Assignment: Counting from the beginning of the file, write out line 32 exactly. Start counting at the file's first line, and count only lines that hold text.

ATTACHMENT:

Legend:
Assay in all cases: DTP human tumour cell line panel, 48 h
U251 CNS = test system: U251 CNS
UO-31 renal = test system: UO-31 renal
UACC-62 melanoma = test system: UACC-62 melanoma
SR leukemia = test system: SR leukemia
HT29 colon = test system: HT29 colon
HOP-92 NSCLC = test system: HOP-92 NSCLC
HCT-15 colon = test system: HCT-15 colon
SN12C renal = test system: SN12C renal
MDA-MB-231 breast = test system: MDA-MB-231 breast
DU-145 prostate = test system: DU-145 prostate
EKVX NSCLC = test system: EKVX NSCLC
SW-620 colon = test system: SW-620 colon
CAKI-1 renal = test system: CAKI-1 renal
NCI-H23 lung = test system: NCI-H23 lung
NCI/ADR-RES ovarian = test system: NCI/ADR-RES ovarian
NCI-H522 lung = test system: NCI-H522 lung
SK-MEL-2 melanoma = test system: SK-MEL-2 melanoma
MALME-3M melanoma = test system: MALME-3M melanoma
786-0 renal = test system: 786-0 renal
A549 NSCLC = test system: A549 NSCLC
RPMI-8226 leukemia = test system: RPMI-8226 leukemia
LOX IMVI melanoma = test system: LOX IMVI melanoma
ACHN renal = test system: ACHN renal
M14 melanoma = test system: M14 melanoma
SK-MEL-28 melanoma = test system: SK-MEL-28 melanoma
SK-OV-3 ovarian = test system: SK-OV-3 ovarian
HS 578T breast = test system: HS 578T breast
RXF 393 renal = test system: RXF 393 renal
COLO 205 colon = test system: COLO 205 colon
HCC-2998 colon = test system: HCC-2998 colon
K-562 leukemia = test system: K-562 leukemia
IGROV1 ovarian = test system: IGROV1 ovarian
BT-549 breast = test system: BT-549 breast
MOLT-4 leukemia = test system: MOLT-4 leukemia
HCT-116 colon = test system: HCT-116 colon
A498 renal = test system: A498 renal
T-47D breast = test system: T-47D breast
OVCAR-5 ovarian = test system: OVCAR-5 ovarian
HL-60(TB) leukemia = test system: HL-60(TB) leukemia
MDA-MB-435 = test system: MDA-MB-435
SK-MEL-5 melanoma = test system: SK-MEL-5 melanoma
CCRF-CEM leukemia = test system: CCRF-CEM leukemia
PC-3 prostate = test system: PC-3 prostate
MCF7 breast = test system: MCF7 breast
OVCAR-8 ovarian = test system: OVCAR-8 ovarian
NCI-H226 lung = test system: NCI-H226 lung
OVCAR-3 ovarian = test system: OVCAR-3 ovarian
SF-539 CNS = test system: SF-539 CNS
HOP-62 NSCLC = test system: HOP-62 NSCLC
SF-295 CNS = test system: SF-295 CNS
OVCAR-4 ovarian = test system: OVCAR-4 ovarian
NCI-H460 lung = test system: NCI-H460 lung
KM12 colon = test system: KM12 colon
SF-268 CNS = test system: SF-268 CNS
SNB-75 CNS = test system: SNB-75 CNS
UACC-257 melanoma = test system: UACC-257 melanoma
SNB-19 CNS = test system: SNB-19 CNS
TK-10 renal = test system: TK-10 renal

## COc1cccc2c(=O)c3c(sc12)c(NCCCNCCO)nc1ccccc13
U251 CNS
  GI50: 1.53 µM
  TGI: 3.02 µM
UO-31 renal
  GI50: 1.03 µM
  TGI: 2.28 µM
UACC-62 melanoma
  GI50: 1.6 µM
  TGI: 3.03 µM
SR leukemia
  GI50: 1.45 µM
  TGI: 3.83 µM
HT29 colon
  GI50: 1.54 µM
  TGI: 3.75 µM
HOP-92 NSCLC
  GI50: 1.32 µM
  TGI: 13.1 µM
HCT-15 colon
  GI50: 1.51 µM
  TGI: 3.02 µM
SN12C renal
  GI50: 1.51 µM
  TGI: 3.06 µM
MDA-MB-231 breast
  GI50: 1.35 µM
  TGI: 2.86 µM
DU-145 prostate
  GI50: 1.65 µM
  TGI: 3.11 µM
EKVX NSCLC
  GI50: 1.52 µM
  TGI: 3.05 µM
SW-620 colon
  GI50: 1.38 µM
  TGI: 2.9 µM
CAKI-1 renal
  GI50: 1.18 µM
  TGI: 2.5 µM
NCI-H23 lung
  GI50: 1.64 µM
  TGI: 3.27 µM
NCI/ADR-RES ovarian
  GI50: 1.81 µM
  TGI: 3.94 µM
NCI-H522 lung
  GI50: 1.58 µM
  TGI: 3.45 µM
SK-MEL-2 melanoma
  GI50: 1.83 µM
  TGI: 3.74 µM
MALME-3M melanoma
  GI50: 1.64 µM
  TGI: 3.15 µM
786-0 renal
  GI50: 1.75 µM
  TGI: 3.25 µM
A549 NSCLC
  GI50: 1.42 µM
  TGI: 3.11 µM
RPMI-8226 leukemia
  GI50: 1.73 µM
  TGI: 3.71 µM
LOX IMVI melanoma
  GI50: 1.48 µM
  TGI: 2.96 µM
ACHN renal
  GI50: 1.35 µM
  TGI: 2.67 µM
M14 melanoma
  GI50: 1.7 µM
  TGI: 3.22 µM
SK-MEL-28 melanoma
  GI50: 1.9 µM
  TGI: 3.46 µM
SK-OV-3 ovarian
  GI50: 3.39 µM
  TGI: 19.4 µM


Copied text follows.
HCC-2998 colon = test system: HCC-2998 colon